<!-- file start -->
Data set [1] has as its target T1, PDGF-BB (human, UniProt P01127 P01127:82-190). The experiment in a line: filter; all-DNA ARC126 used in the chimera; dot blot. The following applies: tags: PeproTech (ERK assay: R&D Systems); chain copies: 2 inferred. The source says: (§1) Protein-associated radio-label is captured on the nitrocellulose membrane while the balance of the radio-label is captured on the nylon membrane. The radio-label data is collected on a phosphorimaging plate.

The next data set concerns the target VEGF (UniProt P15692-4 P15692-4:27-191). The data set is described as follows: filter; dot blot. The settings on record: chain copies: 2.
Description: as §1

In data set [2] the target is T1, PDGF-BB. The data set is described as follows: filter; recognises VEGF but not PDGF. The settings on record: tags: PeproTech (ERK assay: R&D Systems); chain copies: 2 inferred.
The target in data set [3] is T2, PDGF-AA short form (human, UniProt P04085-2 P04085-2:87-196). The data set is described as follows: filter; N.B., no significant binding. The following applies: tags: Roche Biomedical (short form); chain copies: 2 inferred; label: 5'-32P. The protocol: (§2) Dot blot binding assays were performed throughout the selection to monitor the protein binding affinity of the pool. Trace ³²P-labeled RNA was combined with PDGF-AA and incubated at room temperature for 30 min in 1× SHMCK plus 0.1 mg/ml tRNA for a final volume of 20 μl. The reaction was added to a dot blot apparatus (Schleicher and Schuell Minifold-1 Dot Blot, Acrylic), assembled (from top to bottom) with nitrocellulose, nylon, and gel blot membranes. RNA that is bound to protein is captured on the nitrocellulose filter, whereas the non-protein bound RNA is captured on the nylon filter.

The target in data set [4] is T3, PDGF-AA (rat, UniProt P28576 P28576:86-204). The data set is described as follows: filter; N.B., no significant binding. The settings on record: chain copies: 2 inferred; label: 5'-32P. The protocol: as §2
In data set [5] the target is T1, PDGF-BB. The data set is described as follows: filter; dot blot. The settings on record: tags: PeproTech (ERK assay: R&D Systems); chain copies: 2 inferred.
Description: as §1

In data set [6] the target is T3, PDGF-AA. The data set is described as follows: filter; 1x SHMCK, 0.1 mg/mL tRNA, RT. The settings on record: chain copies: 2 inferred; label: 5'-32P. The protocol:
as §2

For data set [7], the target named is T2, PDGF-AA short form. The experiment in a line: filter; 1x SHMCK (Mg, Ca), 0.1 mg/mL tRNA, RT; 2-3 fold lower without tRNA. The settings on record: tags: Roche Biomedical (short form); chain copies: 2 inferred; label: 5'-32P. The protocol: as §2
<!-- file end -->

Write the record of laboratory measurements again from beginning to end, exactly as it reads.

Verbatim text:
Data set [1] has as its target T1, PDGF-BB (human, UniProt P01127 P01127:82-190). The experiment in a line: filter; all-DNA ARC126 used in the chimera; dot blot. The following applies: tags: PeproTech (ERK assay: R&D Systems); chain copies: 2 inferred. The source says: (§1) Protein-associated radio-label is captured on the nitrocellulose membrane while the balance of the radio-label is captured on the nylon membrane. The radio-label data is collected on a phosphorimaging plate.

The next data set concerns the target VEGF (UniProt P15692-4 P15692-4:27-191). The data set is described as follows: filter; dot blot. The settings on record: chain copies: 2.
Description: as §1

In data set [2] the target is T1, PDGF-BB. The data set is described as follows: filter; recognises VEGF but not PDGF. The settings on record: tags: PeproTech (ERK assay: R&D Systems); chain copies: 2 inferred.
The target in data set [3] is T2, PDGF-AA short form (human, UniProt P04085-2 P04085-2:87-196). The data set is described as follows: filter; N.B., no significant binding. The following applies: tags: Roche Biomedical (short form); chain copies: 2 inferred; label: 5'-32P. The protocol: (§2) Dot blot binding assays were performed throughout the selection to monitor the protein binding affinity of the pool. Trace ³²P-labeled RNA was combined with PDGF-AA and incubated at room temperature for 30 min in 1× SHMCK plus 0.1 mg/ml tRNA for a final volume of 20 μl. The reaction was added to a dot blot apparatus (Schleicher and Schuell Minifold-1 Dot Blot, Acrylic), assembled (from top to bottom) with nitrocellulose, nylon, and gel blot membranes. RNA that is bound to protein is captured on the nitrocellulose filter, whereas the non-protein bound RNA is captured on the nylon filter.

The target in data set [4] is T3, PDGF-AA (rat, UniProt P28576 P28576:86-204). The data set is described as follows: filter; N.B., no significant binding. The settings on record: chain copies: 2 inferred; label: 5'-32P. The protocol: as §2
In data set [5] the target is T1, PDGF-BB. The data set is described as follows: filter; dot blot. The settings on record: tags: PeproTech (ERK assay: R&D Systems); chain copies: 2 inferred.
Description: as §1

In data set [6] the target is T3, PDGF-AA. The data set is described as follows: filter; 1x SHMCK, 0.1 mg/mL tRNA, RT. The settings on record: chain copies: 2 inferred; label: 5'-32P. The protocol:
as §2

For data set [7], the target named is T2, PDGF-AA short form. The experiment in a line: filter; 1x SHMCK (Mg, Ca), 0.1 mg/mL tRNA, RT; 2-3 fold lower without tRNA. The settings on record: tags: Roche Biomedical (short form); chain copies: 2 inferred; label: 5'-32P. The protocol: as §2